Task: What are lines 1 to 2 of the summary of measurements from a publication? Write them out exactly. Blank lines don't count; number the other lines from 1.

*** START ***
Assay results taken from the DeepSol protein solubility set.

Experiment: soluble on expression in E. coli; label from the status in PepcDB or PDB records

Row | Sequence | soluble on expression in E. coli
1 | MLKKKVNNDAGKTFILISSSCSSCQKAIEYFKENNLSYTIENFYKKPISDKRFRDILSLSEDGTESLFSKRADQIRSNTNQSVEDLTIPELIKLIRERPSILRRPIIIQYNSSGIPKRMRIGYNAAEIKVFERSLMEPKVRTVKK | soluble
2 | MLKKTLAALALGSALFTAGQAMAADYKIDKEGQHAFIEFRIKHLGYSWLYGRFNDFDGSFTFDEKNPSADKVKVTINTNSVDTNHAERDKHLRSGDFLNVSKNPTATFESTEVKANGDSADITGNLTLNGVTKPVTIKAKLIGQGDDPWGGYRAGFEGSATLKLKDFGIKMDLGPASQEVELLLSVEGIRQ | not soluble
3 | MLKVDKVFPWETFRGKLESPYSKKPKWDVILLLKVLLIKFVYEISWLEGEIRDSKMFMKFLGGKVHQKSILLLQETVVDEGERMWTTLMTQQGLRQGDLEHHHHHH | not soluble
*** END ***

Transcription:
Assay results taken from the DeepSol protein solubility set.

Experiment: soluble on expression in E. coli; label from the status in PepcDB or PDB records